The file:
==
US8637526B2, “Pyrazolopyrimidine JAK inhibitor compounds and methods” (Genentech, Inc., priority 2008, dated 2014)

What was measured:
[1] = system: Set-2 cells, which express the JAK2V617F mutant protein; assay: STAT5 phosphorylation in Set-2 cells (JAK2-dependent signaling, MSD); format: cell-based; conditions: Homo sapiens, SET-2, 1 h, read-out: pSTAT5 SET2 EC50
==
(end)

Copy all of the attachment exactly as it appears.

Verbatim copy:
US8637526B2, “Pyrazolopyrimidine JAK inhibitor compounds and methods” (Genentech, Inc., priority 2008, dated 2014)

What was measured:
[1] = system: Set-2 cells, which express the JAK2V617F mutant protein; assay: STAT5 phosphorylation in Set-2 cells (JAK2-dependent signaling, MSD); format: cell-based; conditions: Homo sapiens, SET-2, 1 h, read-out: pSTAT5 SET2 EC50